Okay, maybe that was a little bit confusing, but: we're finally getting a proper modern Shining game in English in the form of a remake of Shining Resonance, entitled Shining Resonance Refrain. The game's headed to PS4, XBOne, Switch, and PC, so practically everyone can get a taste of what they've been missing for the past decade. I can't really comment on this much, having not played the original – but I'm definitely happy to see current Sega take a stronger initiative in localizing games previously left by the wayside.

Fun fact: Did you know Tony Taka worked for Data East, and was doing art for a cancelled Windjammers sequel? Clearly, we're living in the darkest timeline.


I feel like the announcement of Broly and Bardock as playable character DLC for Dragon Ball FighterZ isn't really a surprise. I mean, those two were practically a forgone conclusion since the game's announcement, being very popular fan favorites. What I'm more interested in is seeing them in action, and from the itty bitty bit we've seen thus far, they're looking just as spectacular as every other DBFZ character.

Square Enix, meanwhile, is keeping their support for Dissidia: Final Fantasy NT going strong with the announcement of a new stage based on Final Fantasy Tactics’s Orbonne Monastery. Interestingly, this stage just hit the arcade version as of this writing, meaning that the home update won't be very far behind. I'm interested to see if future updates to Dissidia NT will continue to feature very-slightly-delayed parity with the (still quite popular in Japan) arcade edition. I'm also hype for some sweet FFT music remixes.


Let's begin with the good news: the Secret of Mana remake isn't bad at all. In fact, I liked it a lot – but that's mostly because of how close it keeps to the original game. See, this isn't as much of an overhaul as you might have been led to believe, and that's both a good and a bad thing.

The changes and (sometimes debatable) improvements over the original SNES Secret of Mana involve replacing 2D sprites with 3D visuals, an optional arranged soundtrack, adding in a few choreographed cutscenes and character dialogue bits, reworking the translation, adding voiceover, and applying a handful of small quality-of-life improvements to the gameplay and interface. That sounds like a lot of overhaul, but when you sit down and actually play the thing, you see just how closely it hews to the original: the same story beats in the same order, the same (sometimes tedious) progression with weapon and magic levels, even the combat feels pretty spot-on compared to the original game. (To give an idea of how similar things are, the game's minimaps are literally just screenshots of the original SNES area layouts!) It feels like the original Secret of Mana, and while that will make purists happy, it also feels like a missed opportunity.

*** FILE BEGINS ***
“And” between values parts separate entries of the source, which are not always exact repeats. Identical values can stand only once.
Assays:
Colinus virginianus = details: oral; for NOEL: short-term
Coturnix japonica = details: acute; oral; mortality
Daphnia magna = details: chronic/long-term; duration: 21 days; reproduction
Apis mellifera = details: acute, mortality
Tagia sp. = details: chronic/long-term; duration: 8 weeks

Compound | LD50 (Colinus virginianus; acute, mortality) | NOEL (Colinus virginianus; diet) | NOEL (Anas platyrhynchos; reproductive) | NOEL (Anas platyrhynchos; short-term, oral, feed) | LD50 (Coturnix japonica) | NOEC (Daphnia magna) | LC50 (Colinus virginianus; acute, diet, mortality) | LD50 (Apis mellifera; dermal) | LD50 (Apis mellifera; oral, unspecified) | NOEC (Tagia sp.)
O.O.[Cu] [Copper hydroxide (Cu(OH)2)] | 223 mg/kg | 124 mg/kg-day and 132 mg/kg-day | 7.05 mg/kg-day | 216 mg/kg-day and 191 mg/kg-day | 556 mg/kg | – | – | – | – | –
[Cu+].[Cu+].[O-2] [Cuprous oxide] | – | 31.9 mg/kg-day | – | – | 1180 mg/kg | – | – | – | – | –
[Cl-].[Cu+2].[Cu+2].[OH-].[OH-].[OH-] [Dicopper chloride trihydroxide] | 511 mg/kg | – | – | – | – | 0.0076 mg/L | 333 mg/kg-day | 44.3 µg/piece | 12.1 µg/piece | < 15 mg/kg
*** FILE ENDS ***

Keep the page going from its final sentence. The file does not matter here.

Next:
You see, when Secret of Mana was first conceived, it was planned for the aborted SNES CD add-on, meaning that some of the grandiose ideas the development team had for the original game had to be scrapped to fit it on a cartridge. This meant that a lot of story and exploration bits, especially around mid-game, felt really truncated. With the remake, there was a perfect opportunity to revisit these ideas and flesh out more of the game. However, all the developers did was add a bit more dialogue and prop up character development of the main cast through little dialogue sequences at inns (which, admittedly, are all very well done).  

This leaves me with a question: if you're not going to try and really rework Secret of Mana, why put in so much effort to remaster it in the first place? The SNES original, flawed though it may be, is still an excellent game that stands the test of time, with beautiful sprite artwork, fantastic music, and an adventure that's fun and challenging. Sure, the main character and NPC models in the remake, based on the breathtaking art of illustrator HACCAN, are all gorgeous, but I can't say the same for the enemy and background models. (The fact that the devs went so far as to make these polygon models animate the same way in story scenes, despite how silly it often looks, feels like a serious case of misplaced priorities.) It's the same story with the remixed music, which has both some truly superb musical reworkings and some audio atrocities that I'm surprised got the approval stamp. And while some of the game's combat bugs have been ironed out (characters don't all have to be on the same screen anymore, thank god), the attempt to recreate Secret of Mana's sometimes-wonky combat system on new hardware has actually introduced a few new bugs, like the game stuttering during attacks and enemies staying downed for long periods of time.